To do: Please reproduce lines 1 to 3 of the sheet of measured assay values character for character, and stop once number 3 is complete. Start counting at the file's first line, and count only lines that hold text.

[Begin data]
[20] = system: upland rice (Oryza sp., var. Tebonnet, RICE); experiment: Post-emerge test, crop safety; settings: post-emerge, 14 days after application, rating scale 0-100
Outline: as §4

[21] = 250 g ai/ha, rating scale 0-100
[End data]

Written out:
[20] = system: upland rice (Oryza sp., var. Tebonnet, RICE); experiment: Post-emerge test, crop safety; settings: post-emerge, 14 days after application, rating scale 0-100
Outline: as §4

[21] = 250 g ai/ha, rating scale 0-100